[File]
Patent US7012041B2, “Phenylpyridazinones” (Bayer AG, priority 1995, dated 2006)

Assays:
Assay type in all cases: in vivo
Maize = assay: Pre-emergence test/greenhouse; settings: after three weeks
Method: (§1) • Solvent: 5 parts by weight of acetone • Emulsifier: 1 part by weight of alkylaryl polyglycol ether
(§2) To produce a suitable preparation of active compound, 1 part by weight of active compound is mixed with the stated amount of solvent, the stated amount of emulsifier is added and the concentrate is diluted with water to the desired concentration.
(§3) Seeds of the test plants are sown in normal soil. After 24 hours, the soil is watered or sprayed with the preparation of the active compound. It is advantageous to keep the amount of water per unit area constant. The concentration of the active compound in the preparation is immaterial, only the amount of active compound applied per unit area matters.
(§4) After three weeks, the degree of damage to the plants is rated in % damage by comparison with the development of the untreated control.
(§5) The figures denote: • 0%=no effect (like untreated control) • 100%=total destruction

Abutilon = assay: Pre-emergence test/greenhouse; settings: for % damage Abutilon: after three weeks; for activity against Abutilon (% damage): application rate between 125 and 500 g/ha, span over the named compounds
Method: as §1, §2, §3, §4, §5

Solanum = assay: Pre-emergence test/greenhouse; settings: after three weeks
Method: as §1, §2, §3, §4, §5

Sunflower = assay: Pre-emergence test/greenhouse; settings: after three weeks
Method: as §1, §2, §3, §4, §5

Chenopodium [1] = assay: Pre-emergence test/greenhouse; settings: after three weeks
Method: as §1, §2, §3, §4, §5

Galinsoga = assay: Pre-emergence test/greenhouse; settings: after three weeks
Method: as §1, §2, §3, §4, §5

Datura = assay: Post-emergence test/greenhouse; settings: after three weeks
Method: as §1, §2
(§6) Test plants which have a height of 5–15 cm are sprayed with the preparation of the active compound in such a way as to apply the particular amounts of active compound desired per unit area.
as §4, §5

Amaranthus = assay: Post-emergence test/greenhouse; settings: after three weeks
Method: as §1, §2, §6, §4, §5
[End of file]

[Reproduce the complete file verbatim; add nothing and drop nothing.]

Patent US7012041B2, “Phenylpyridazinones” (Bayer AG, priority 1995, dated 2006)

Assays:
Assay type in all cases: in vivo
Maize = assay: Pre-emergence test/greenhouse; settings: after three weeks
Method: (§1) • Solvent: 5 parts by weight of acetone • Emulsifier: 1 part by weight of alkylaryl polyglycol ether
(§2) To produce a suitable preparation of active compound, 1 part by weight of active compound is mixed with the stated amount of solvent, the stated amount of emulsifier is added and the concentrate is diluted with water to the desired concentration.
(§3) Seeds of the test plants are sown in normal soil. After 24 hours, the soil is watered or sprayed with the preparation of the active compound. It is advantageous to keep the amount of water per unit area constant. The concentration of the active compound in the preparation is immaterial, only the amount of active compound applied per unit area matters.
(§4) After three weeks, the degree of damage to the plants is rated in % damage by comparison with the development of the untreated control.
(§5) The figures denote: • 0%=no effect (like untreated control) • 100%=total destruction

Abutilon = assay: Pre-emergence test/greenhouse; settings: for % damage Abutilon: after three weeks; for activity against Abutilon (% damage): application rate between 125 and 500 g/ha, span over the named compounds
Method: as §1, §2, §3, §4, §5

Solanum = assay: Pre-emergence test/greenhouse; settings: after three weeks
Method: as §1, §2, §3, §4, §5

Sunflower = assay: Pre-emergence test/greenhouse; settings: after three weeks
Method: as §1, §2, §3, §4, §5

Chenopodium [1] = assay: Pre-emergence test/greenhouse; settings: after three weeks
Method: as §1, §2, §3, §4, §5

Galinsoga = assay: Pre-emergence test/greenhouse; settings: after three weeks
Method: as §1, §2, §3, §4, §5

Datura = assay: Post-emergence test/greenhouse; settings: after three weeks
Method: as §1, §2
(§6) Test plants which have a height of 5–15 cm are sprayed with the preparation of the active compound in such a way as to apply the particular amounts of active compound desired per unit area.
as §4, §5

Amaranthus = assay: Post-emergence test/greenhouse; settings: after three weeks
Method: as §1, §2, §6, §4, §5